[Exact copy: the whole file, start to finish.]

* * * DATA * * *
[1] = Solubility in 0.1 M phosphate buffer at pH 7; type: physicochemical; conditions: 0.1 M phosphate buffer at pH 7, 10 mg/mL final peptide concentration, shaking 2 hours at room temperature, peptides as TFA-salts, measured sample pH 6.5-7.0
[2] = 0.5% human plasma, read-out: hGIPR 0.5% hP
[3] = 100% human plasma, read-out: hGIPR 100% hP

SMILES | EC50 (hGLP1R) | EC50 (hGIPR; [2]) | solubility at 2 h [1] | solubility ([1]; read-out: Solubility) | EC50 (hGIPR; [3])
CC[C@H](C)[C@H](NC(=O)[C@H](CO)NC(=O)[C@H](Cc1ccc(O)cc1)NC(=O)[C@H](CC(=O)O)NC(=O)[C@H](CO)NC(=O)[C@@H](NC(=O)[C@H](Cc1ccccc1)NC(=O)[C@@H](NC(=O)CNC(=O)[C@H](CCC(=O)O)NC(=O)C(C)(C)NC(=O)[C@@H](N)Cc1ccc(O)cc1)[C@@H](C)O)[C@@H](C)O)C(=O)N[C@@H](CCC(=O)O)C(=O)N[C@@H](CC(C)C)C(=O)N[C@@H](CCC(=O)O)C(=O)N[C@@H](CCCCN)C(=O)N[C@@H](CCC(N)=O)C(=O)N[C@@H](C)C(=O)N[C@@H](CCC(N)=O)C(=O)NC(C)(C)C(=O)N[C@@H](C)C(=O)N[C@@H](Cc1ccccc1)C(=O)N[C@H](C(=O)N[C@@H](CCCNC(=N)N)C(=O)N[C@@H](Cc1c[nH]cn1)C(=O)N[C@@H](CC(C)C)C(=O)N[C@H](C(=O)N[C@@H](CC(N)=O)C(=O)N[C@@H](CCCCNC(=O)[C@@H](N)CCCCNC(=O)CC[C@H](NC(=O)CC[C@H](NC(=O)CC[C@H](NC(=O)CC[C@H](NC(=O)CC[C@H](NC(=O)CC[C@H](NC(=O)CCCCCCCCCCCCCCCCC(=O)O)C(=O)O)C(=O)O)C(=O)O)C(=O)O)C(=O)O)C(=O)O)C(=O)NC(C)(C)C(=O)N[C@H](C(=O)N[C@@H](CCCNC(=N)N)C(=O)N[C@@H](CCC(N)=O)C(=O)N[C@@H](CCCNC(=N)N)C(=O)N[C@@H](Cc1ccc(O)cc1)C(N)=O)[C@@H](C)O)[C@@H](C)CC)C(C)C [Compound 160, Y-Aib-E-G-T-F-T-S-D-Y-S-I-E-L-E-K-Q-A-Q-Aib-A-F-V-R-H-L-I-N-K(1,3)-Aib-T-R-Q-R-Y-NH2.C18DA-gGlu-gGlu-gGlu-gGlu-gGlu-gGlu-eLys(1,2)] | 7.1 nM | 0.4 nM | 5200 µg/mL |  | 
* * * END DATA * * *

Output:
[1] = Solubility in 0.1 M phosphate buffer at pH 7; type: physicochemical; conditions: 0.1 M phosphate buffer at pH 7, 10 mg/mL final peptide concentration, shaking 2 hours at room temperature, peptides as TFA-salts, measured sample pH 6.5-7.0
[2] = 0.5% human plasma, read-out: hGIPR 0.5% hP
[3] = 100% human plasma, read-out: hGIPR 100% hP

SMILES | EC50 (hGLP1R) | EC50 (hGIPR; [2]) | solubility at 2 h [1] | solubility ([1]; read-out: Solubility) | EC50 (hGIPR; [3])
CC[C@H](C)[C@H](NC(=O)[C@H](CO)NC(=O)[C@H](Cc1ccc(O)cc1)NC(=O)[C@H](CC(=O)O)NC(=O)[C@H](CO)NC(=O)[C@@H](NC(=O)[C@H](Cc1ccccc1)NC(=O)[C@@H](NC(=O)CNC(=O)[C@H](CCC(=O)O)NC(=O)C(C)(C)NC(=O)[C@@H](N)Cc1ccc(O)cc1)[C@@H](C)O)[C@@H](C)O)C(=O)N[C@@H](CCC(=O)O)C(=O)N[C@@H](CC(C)C)C(=O)N[C@@H](CCC(=O)O)C(=O)N[C@@H](CCCCN)C(=O)N[C@@H](CCC(N)=O)C(=O)N[C@@H](C)C(=O)N[C@@H](CCC(N)=O)C(=O)NC(C)(C)C(=O)N[C@@H](C)C(=O)N[C@@H](Cc1ccccc1)C(=O)N[C@H](C(=O)N[C@@H](CCCNC(=N)N)C(=O)N[C@@H](Cc1c[nH]cn1)C(=O)N[C@@H](CC(C)C)C(=O)N[C@H](C(=O)N[C@@H](CC(N)=O)C(=O)N[C@@H](CCCCNC(=O)[C@@H](N)CCCCNC(=O)CC[C@H](NC(=O)CC[C@H](NC(=O)CC[C@H](NC(=O)CC[C@H](NC(=O)CC[C@H](NC(=O)CC[C@H](NC(=O)CCCCCCCCCCCCCCCCC(=O)O)C(=O)O)C(=O)O)C(=O)O)C(=O)O)C(=O)O)C(=O)O)C(=O)NC(C)(C)C(=O)N[C@H](C(=O)N[C@@H](CCCNC(=N)N)C(=O)N[C@@H](CCC(N)=O)C(=O)N[C@@H](CCCNC(=N)N)C(=O)N[C@@H](Cc1ccc(O)cc1)C(N)=O)[C@@H](C)O)[C@@H](C)CC)C(C)C [Compound 160, Y-Aib-E-G-T-F-T-S-D-Y-S-I-E-L-E-K-Q-A-Q-Aib-A-F-V-R-H-L-I-N-K(1,3)-Aib-T-R-Q-R-Y-NH2.C18DA-gGlu-gGlu-gGlu-gGlu-gGlu-gGlu-eLys(1,2)] | 7.1 nM | 0.4 nM | 5200 µg/mL |  | 